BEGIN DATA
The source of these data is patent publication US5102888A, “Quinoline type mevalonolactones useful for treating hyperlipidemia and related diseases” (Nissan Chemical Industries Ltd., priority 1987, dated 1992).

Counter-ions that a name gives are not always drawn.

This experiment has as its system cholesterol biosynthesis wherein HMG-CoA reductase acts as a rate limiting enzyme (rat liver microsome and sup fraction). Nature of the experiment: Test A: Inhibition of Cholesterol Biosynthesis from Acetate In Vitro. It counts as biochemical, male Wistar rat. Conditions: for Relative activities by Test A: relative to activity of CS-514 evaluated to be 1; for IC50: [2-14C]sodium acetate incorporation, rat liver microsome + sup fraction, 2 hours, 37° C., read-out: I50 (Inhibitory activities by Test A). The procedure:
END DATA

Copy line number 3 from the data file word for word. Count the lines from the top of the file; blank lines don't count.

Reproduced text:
This experiment has as its system cholesterol biosynthesis wherein HMG-CoA reductase acts as a rate limiting enzyme (rat liver microsome and sup fraction). Nature of the experiment: Test A: Inhibition of Cholesterol Biosynthesis from Acetate In Vitro. It counts as biochemical, male Wistar rat. Conditions: for Relative activities by Test A: relative to activity of CS-514 evaluated to be 1; for IC50: [2-14C]sodium acetate incorporation, rat liver microsome + sup fraction, 2 hours, 37° C., read-out: I50 (Inhibitory activities by Test A). The procedure: